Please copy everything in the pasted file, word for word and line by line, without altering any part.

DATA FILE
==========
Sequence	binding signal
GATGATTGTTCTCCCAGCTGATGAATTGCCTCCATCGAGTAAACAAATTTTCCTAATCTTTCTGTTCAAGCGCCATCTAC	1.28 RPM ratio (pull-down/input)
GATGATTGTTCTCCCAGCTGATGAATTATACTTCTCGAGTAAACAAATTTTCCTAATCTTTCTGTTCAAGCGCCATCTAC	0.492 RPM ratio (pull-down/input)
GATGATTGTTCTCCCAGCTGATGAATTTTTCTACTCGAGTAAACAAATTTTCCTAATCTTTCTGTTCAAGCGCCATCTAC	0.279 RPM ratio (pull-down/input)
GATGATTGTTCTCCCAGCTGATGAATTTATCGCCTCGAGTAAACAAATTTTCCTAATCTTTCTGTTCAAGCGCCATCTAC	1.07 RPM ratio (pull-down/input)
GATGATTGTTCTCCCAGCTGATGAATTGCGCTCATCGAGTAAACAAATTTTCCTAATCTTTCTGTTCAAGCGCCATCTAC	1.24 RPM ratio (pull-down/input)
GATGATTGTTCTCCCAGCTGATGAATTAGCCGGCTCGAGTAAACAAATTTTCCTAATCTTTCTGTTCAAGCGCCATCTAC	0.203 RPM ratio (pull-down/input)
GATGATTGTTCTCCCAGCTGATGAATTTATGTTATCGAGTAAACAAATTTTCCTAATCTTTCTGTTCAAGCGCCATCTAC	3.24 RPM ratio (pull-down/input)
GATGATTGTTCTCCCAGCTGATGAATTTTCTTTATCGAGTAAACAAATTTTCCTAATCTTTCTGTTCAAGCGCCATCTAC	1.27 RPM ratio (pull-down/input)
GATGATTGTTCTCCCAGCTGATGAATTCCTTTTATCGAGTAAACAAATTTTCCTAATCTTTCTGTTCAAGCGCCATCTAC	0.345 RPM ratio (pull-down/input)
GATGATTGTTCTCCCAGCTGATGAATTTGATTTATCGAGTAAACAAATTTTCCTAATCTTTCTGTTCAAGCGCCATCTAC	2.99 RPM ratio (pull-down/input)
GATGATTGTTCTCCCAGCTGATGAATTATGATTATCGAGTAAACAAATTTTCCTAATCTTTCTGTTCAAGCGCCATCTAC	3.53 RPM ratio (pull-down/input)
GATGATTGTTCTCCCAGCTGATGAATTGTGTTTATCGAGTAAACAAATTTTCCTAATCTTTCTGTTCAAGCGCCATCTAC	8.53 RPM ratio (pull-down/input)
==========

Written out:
Sequence	binding signal
GATGATTGTTCTCCCAGCTGATGAATTGCCTCCATCGAGTAAACAAATTTTCCTAATCTTTCTGTTCAAGCGCCATCTAC	1.28 RPM ratio (pull-down/input)
GATGATTGTTCTCCCAGCTGATGAATTATACTTCTCGAGTAAACAAATTTTCCTAATCTTTCTGTTCAAGCGCCATCTAC	0.492 RPM ratio (pull-down/input)
GATGATTGTTCTCCCAGCTGATGAATTTTTCTACTCGAGTAAACAAATTTTCCTAATCTTTCTGTTCAAGCGCCATCTAC	0.279 RPM ratio (pull-down/input)
GATGATTGTTCTCCCAGCTGATGAATTTATCGCCTCGAGTAAACAAATTTTCCTAATCTTTCTGTTCAAGCGCCATCTAC	1.07 RPM ratio (pull-down/input)
GATGATTGTTCTCCCAGCTGATGAATTGCGCTCATCGAGTAAACAAATTTTCCTAATCTTTCTGTTCAAGCGCCATCTAC	1.24 RPM ratio (pull-down/input)
GATGATTGTTCTCCCAGCTGATGAATTAGCCGGCTCGAGTAAACAAATTTTCCTAATCTTTCTGTTCAAGCGCCATCTAC	0.203 RPM ratio (pull-down/input)
GATGATTGTTCTCCCAGCTGATGAATTTATGTTATCGAGTAAACAAATTTTCCTAATCTTTCTGTTCAAGCGCCATCTAC	3.24 RPM ratio (pull-down/input)
GATGATTGTTCTCCCAGCTGATGAATTTTCTTTATCGAGTAAACAAATTTTCCTAATCTTTCTGTTCAAGCGCCATCTAC	1.27 RPM ratio (pull-down/input)
GATGATTGTTCTCCCAGCTGATGAATTCCTTTTATCGAGTAAACAAATTTTCCTAATCTTTCTGTTCAAGCGCCATCTAC	0.345 RPM ratio (pull-down/input)
GATGATTGTTCTCCCAGCTGATGAATTTGATTTATCGAGTAAACAAATTTTCCTAATCTTTCTGTTCAAGCGCCATCTAC	2.99 RPM ratio (pull-down/input)
GATGATTGTTCTCCCAGCTGATGAATTATGATTATCGAGTAAACAAATTTTCCTAATCTTTCTGTTCAAGCGCCATCTAC	3.53 RPM ratio (pull-down/input)
GATGATTGTTCTCCCAGCTGATGAATTGTGTTTATCGAGTAAACAAATTTTCCTAATCTTTCTGTTCAAGCGCCATCTAC	8.53 RPM ratio (pull-down/input)